Memory and wine make odd bedfellows. We drink to forget, right? Those hangovers from downing two buck chuck definitely did not build more gray matter. That second (or third) bottle certainly wiped out a few evenings.
But good wine, hell, even just unique wine, can be a time machine.
Just today, while showing bottles to restaurants, begging them to buy anything, I opened a near-forgotten favorite: Aurélien Verdet’s, Le Prieuré, Hautes-Côtes de Nuits. This 2014 Pinot Noir costs $33. The appellation lacks prestige, coming from a soil-stripped, wind-swept, hill top in Burgundy, France. The best fruit grows midslope. But this little 10 acre Le Prieuré vineyard matters. It went AB Organic in 1971. Ten years later, Aurélien was born. He grew up tending it, inherited it in 2005, has grown his holdings, and continues to make brilliant things.
But today, while I rattled off those facts to a wine buyer…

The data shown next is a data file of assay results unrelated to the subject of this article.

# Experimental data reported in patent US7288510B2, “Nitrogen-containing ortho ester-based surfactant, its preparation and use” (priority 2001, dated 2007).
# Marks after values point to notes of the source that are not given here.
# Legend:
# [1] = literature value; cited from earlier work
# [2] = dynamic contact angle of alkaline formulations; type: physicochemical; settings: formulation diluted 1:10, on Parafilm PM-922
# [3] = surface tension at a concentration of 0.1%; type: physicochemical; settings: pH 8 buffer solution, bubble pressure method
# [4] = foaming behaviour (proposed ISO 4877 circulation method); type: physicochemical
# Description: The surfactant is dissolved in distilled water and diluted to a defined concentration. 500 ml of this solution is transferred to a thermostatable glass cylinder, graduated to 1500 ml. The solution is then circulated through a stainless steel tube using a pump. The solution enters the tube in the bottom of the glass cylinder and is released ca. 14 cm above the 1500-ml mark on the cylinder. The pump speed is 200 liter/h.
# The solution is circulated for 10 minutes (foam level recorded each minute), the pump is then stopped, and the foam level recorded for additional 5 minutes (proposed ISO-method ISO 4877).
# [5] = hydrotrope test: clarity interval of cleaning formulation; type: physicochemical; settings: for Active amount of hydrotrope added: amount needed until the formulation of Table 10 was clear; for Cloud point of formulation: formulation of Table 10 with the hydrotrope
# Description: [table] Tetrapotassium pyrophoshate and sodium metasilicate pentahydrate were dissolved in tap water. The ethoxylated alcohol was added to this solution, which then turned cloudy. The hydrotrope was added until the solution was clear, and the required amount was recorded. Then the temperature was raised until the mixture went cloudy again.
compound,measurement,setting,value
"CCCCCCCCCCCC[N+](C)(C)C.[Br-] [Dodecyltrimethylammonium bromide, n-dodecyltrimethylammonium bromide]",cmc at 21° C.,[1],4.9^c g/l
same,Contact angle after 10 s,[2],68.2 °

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If you search the Internet, you will find plenty of references to the medical benefits of the moderate wine consumption – for your heart, blood pressure, cholesterol level, and among other things, memory. It seems that jury is still out on the wine and memory – some say it helps, some say it works the opposite way – I guess it depends on who pays for the research and researcher’s personal view on alcohol – oops, let’s avoid the rant trap, and so let’s leave all the medical stuff aside.
Wine and memory are connected on many different levels. In the most direct terms, mastering the world of wine will greatly tax your memory. Yes, anything humans do connects to memory. But think about thousands and thousands of producers in each and every wine region – the more names you remember, the easier it is for you to make a…
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